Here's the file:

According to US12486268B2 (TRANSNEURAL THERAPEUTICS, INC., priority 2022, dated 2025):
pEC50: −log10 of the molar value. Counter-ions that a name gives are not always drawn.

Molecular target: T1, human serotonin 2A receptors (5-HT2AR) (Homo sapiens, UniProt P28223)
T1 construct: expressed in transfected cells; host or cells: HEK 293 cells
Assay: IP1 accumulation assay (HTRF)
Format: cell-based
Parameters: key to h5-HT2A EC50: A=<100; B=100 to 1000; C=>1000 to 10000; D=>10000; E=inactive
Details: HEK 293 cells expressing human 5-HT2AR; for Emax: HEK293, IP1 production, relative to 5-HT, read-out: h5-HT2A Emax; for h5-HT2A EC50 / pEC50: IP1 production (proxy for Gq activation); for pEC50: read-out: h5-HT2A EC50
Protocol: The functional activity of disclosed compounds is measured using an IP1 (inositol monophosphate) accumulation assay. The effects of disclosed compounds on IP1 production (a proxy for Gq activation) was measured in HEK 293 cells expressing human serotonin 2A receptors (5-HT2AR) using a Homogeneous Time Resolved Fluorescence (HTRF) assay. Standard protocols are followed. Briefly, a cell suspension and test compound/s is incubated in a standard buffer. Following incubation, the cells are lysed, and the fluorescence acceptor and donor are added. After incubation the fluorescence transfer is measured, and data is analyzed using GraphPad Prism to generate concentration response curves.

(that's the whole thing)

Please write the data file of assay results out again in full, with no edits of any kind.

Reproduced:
According to US12486268B2 (TRANSNEURAL THERAPEUTICS, INC., priority 2022, dated 2025):
pEC50: −log10 of the molar value. Counter-ions that a name gives are not always drawn.

Molecular target: T1, human serotonin 2A receptors (5-HT2AR) (Homo sapiens, UniProt P28223)
T1 construct: expressed in transfected cells; host or cells: HEK 293 cells
Assay: IP1 accumulation assay (HTRF)
Format: cell-based
Parameters: key to h5-HT2A EC50: A=<100; B=100 to 1000; C=>1000 to 10000; D=>10000; E=inactive
Details: HEK 293 cells expressing human 5-HT2AR; for Emax: HEK293, IP1 production, relative to 5-HT, read-out: h5-HT2A Emax; for h5-HT2A EC50 / pEC50: IP1 production (proxy for Gq activation); for pEC50: read-out: h5-HT2A EC50
Protocol: The functional activity of disclosed compounds is measured using an IP1 (inositol monophosphate) accumulation assay. The effects of disclosed compounds on IP1 production (a proxy for Gq activation) was measured in HEK 293 cells expressing human serotonin 2A receptors (5-HT2AR) using a Homogeneous Time Resolved Fluorescence (HTRF) assay. Standard protocols are followed. Briefly, a cell suspension and test compound/s is incubated in a standard buffer. Following incubation, the cells are lysed, and the fluorescence acceptor and donor are added. After incubation the fluorescence transfer is measured, and data is analyzed using GraphPad Prism to generate concentration response curves.